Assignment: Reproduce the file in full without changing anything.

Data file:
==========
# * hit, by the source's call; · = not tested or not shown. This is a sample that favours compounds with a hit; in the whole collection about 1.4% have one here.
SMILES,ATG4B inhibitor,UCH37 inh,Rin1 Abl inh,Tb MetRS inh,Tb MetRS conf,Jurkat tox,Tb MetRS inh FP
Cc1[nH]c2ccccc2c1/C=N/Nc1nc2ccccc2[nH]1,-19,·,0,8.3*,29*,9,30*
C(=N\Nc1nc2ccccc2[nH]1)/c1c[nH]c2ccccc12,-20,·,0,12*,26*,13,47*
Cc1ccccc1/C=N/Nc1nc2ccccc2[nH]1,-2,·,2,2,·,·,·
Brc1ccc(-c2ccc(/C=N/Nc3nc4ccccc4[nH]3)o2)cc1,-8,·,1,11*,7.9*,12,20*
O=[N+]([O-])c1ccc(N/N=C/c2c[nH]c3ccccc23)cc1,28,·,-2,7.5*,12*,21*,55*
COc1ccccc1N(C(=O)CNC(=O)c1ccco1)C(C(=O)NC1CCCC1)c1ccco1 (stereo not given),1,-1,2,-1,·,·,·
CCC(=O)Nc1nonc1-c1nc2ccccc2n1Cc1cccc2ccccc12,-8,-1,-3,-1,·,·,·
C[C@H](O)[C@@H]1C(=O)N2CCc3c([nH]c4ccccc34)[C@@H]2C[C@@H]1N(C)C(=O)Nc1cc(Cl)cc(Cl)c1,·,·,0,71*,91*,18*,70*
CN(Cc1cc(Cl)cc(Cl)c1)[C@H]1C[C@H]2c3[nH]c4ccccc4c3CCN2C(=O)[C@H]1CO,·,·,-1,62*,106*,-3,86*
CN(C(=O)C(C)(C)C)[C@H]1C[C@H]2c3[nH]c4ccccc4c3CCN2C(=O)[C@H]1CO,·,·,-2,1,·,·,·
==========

# * hit, by the source's call; · = not tested or not shown. This is a sample that favours compounds with a hit; in the whole collection about 1.4% have one here.
SMILES,ATG4B inhibitor,UCH37 inh,Rin1 Abl inh,Tb MetRS inh,Tb MetRS conf,Jurkat tox,Tb MetRS inh FP
Cc1[nH]c2ccccc2c1/C=N/Nc1nc2ccccc2[nH]1,-19,·,0,8.3*,29*,9,30*
C(=N\Nc1nc2ccccc2[nH]1)/c1c[nH]c2ccccc12,-20,·,0,12*,26*,13,47*
Cc1ccccc1/C=N/Nc1nc2ccccc2[nH]1,-2,·,2,2,·,·,·
Brc1ccc(-c2ccc(/C=N/Nc3nc4ccccc4[nH]3)o2)cc1,-8,·,1,11*,7.9*,12,20*
O=[N+]([O-])c1ccc(N/N=C/c2c[nH]c3ccccc23)cc1,28,·,-2,7.5*,12*,21*,55*
COc1ccccc1N(C(=O)CNC(=O)c1ccco1)C(C(=O)NC1CCCC1)c1ccco1 (stereo not given),1,-1,2,-1,·,·,·
CCC(=O)Nc1nonc1-c1nc2ccccc2n1Cc1cccc2ccccc12,-8,-1,-3,-1,·,·,·
C[C@H](O)[C@@H]1C(=O)N2CCc3c([nH]c4ccccc34)[C@@H]2C[C@@H]1N(C)C(=O)Nc1cc(Cl)cc(Cl)c1,·,·,0,71*,91*,18*,70*
CN(Cc1cc(Cl)cc(Cl)c1)[C@H]1C[C@H]2c3[nH]c4ccccc4c3CCN2C(=O)[C@H]1CO,·,·,-1,62*,106*,-3,86*
CN(C(=O)C(C)(C)C)[C@H]1C[C@H]2c3[nH]c4ccccc4c3CCN2C(=O)[C@H]1CO,·,·,-2,1,·,·,·